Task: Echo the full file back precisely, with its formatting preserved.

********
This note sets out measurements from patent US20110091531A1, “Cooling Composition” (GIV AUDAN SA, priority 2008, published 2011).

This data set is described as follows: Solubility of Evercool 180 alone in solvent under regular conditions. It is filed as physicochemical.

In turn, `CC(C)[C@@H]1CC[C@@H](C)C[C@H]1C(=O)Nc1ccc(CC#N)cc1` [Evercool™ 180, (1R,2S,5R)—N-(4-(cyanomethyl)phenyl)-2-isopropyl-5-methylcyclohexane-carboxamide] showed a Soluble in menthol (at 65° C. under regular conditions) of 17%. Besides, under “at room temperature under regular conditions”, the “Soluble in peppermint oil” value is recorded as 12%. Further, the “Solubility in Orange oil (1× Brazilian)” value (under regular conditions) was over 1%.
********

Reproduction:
This note sets out measurements from patent US20110091531A1, “Cooling Composition” (GIV AUDAN SA, priority 2008, published 2011).

This data set is described as follows: Solubility of Evercool 180 alone in solvent under regular conditions. It is filed as physicochemical.

In turn, `CC(C)[C@@H]1CC[C@@H](C)C[C@H]1C(=O)Nc1ccc(CC#N)cc1` [Evercool™ 180, (1R,2S,5R)—N-(4-(cyanomethyl)phenyl)-2-isopropyl-5-methylcyclohexane-carboxamide] showed a Soluble in menthol (at 65° C. under regular conditions) of 17%. Besides, under “at room temperature under regular conditions”, the “Soluble in peppermint oil” value is recorded as 12%. Further, the “Solubility in Orange oil (1× Brazilian)” value (under regular conditions) was over 1%.